Four Questions Every Auto Salesperson Will be Asked
December 3, 2014
You’re ready. You’ve graduated from auto sales college with flying colours, you’ve landed the job you wanted at a local dealership, and are starting your auto career selling brand new cars to a waiting public – a public with questions.
Here are four inquiries you’ll most likely hear, and should be ready to respond to:
Is This a Demo Car?
You’re a trained professional and so are all of your colleagues. You know this and so do they, but that doesn’t stop prospective customers from harbouring suspicions that one of you may have been taking joyrides in (and causing wear and tear to) the vehicle they’re about to purchase – because, unfortunately, sometimes this does happen.
If they do ask you if the car was used as a demo, always be honest. If the car was used as a demo, they may want to meet the person who has been driving it for their own peace of mind. If this is the case, let them – or if that person isn’t available, either arrange a meeting at a later date or offer the customer a car that wasn’t used as a demo.
Is The Car I Want Here, Or On Another Lot?
This question can (and frequently will) come up in the case where a customer wants a particular model of car which you do have, but it’s the wrong colour or doesn’t have all the accessories they’re looking for. The correct and usual response is, “we can get it for you” which could either mean that you have such a car in another lot owned by your boss, or you’re going to do a dealer trade.
If they ask about the location of the car, what they’re really concerned about is whether or not you’ll be changing the terms of the deal in the event of a dealer trade. You can get ahead of the problem by letting them know exactly what you plan to do and stressing that there will most likely be no changes – but if there are, you will let them know in advance.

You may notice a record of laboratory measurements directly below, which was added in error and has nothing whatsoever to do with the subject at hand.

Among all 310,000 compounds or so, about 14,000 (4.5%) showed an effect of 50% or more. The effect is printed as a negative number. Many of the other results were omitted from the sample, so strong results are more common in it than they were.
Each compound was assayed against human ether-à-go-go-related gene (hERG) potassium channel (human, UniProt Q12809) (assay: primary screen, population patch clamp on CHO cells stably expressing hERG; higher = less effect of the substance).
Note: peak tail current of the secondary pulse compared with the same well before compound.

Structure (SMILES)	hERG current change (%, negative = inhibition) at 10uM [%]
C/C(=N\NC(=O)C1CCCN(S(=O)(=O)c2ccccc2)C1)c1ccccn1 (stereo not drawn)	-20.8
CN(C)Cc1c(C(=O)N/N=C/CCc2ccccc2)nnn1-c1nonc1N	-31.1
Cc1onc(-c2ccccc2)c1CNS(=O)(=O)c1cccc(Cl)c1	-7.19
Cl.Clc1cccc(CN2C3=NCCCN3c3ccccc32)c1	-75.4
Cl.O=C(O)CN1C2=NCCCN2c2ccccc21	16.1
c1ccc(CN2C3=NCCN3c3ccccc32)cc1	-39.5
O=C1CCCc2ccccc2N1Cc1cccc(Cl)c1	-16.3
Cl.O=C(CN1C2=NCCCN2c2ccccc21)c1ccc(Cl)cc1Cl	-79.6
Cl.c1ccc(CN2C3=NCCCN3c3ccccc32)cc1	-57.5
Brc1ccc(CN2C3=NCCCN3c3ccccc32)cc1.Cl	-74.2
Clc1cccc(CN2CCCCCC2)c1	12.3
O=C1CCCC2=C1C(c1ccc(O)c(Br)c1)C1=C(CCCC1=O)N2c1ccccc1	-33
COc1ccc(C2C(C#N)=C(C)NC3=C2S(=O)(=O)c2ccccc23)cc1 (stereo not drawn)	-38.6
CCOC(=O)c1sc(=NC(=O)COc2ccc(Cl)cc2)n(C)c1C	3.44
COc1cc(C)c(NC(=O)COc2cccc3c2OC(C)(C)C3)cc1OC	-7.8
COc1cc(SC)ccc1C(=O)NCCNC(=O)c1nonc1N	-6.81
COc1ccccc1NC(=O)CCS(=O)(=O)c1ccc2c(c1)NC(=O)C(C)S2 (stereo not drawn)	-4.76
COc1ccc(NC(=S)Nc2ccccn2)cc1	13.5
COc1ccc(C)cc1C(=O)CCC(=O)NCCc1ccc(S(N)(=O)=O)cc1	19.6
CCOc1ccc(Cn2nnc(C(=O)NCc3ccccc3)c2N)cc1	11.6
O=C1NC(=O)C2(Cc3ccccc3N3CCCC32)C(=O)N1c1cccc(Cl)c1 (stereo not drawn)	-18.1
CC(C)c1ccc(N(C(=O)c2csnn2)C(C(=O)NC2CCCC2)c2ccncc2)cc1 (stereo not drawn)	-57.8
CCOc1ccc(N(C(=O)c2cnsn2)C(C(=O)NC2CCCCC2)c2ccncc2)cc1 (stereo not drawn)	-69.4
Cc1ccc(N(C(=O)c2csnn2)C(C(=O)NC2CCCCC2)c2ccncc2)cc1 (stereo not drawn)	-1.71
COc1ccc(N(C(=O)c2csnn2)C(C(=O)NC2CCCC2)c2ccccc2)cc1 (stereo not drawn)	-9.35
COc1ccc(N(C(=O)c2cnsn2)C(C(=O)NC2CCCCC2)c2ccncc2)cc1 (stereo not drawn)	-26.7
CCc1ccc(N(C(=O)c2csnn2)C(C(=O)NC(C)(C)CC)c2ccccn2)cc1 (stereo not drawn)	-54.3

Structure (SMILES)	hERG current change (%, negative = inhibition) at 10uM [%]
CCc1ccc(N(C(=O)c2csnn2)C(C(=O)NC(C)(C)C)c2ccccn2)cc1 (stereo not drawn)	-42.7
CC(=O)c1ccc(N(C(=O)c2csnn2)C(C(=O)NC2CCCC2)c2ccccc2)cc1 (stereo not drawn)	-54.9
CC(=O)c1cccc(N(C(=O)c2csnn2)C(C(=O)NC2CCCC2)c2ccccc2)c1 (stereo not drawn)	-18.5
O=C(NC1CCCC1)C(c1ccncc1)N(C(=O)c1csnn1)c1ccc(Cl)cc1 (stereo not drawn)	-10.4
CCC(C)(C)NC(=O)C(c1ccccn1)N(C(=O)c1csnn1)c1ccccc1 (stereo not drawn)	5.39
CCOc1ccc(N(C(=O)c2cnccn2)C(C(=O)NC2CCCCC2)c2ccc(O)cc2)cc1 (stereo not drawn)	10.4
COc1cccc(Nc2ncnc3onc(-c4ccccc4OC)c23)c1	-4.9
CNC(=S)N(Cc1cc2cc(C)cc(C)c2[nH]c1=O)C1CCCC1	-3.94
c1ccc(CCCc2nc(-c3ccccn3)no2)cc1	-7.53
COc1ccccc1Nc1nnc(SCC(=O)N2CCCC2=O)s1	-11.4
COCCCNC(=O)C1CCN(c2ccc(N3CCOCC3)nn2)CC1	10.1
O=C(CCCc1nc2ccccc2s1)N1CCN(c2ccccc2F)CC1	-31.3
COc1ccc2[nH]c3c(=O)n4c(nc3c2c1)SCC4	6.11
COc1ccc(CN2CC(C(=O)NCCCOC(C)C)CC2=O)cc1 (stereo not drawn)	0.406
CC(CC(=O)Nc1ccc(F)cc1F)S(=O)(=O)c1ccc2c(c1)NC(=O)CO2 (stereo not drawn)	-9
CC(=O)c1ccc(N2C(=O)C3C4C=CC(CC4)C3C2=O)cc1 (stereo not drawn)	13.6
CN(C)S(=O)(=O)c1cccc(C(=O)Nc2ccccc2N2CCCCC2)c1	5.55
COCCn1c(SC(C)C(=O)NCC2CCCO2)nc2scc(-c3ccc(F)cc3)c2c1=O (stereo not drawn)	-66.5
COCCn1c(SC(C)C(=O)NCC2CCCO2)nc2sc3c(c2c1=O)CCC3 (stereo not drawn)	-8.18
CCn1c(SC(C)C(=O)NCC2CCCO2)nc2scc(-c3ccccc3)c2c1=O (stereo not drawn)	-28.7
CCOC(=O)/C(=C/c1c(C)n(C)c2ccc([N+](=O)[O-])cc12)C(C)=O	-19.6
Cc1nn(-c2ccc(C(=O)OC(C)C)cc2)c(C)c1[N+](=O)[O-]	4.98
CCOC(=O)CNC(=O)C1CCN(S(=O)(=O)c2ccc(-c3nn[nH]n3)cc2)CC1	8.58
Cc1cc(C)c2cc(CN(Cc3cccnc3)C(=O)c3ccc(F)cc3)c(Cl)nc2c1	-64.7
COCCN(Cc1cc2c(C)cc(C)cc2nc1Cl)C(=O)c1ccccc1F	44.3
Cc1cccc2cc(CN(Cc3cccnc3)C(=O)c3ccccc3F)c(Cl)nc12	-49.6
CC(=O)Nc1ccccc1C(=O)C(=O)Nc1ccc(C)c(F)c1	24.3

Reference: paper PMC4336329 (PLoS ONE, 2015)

Is There Any Damage?
While questions about a car’s condition may seem more appropriate when talking about a used vehicle, they are relevant when it comes to new cars as well. Remember, you don’t make the cars right on the lot (at least not in most cases). They go through many hands and travel great distances, so it’s quite possible something can be damaged, repaired and then covered up with a good automotive painting job.
It’s best to be honest about any damage your team discovered and invite the client to inspect the rest of the car for themselves.
How Much Does the Car Really Cost in Total?
If a potential customer asks you how much the documentation fee is, how much is the car after fees and licencing or what other mandatory fees are there, what they really want to know is what the total cost will be. They don’t want to hear about repayment terms of the lease or what it breaks down to per month as they are skeptical that you’ll try to slip some additional charges in there.
There are two ways to handle such inquiries: you can answer the question directly, and then go on with what you were talking about – or recognize that it is part of a broader question. If you answer the broader one, they will appreciate your straightforwardness, which could mean a sale. On the other hand, if you stick to the specific question and miss the big picture, be prepared for delays and a whole lot more questioning.
Did we miss something? Let us know what other questions care salespeople must be prepared for.
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